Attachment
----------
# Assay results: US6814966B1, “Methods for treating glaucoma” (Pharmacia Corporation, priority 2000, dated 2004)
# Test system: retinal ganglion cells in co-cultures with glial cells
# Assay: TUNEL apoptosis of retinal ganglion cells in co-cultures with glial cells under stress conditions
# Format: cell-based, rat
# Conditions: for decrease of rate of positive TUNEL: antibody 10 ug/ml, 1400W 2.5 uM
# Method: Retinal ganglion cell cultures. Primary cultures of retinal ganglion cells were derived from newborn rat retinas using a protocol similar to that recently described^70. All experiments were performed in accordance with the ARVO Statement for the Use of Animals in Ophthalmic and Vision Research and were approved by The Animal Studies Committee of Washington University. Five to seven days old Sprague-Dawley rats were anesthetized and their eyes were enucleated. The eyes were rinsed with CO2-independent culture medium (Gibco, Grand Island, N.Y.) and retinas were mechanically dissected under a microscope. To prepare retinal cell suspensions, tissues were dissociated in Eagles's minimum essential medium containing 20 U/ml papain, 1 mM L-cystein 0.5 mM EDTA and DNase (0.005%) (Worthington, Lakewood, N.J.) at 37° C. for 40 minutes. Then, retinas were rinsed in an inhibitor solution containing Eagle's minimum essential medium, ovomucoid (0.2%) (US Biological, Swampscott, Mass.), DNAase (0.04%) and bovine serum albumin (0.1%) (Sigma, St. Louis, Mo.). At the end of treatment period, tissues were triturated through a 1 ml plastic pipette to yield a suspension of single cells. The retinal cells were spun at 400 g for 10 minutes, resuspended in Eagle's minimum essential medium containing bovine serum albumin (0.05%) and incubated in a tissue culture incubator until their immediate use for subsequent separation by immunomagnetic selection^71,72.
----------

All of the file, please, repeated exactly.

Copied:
# Assay results: US6814966B1, “Methods for treating glaucoma” (Pharmacia Corporation, priority 2000, dated 2004)
# Test system: retinal ganglion cells in co-cultures with glial cells
# Assay: TUNEL apoptosis of retinal ganglion cells in co-cultures with glial cells under stress conditions
# Format: cell-based, rat
# Conditions: for decrease of rate of positive TUNEL: antibody 10 ug/ml, 1400W 2.5 uM
# Method: Retinal ganglion cell cultures. Primary cultures of retinal ganglion cells were derived from newborn rat retinas using a protocol similar to that recently described^70. All experiments were performed in accordance with the ARVO Statement for the Use of Animals in Ophthalmic and Vision Research and were approved by The Animal Studies Committee of Washington University. Five to seven days old Sprague-Dawley rats were anesthetized and their eyes were enucleated. The eyes were rinsed with CO2-independent culture medium (Gibco, Grand Island, N.Y.) and retinas were mechanically dissected under a microscope. To prepare retinal cell suspensions, tissues were dissociated in Eagles's minimum essential medium containing 20 U/ml papain, 1 mM L-cystein 0.5 mM EDTA and DNase (0.005%) (Worthington, Lakewood, N.J.) at 37° C. for 40 minutes. Then, retinas were rinsed in an inhibitor solution containing Eagle's minimum essential medium, ovomucoid (0.2%) (US Biological, Swampscott, Mass.), DNAase (0.04%) and bovine serum albumin (0.1%) (Sigma, St. Louis, Mo.). At the end of treatment period, tissues were triturated through a 1 ml plastic pipette to yield a suspension of single cells. The retinal cells were spun at 400 g for 10 minutes, resuspended in Eagle's minimum essential medium containing bovine serum albumin (0.05%) and incubated in a tissue culture incubator until their immediate use for subsequent separation by immunomagnetic selection^71,72.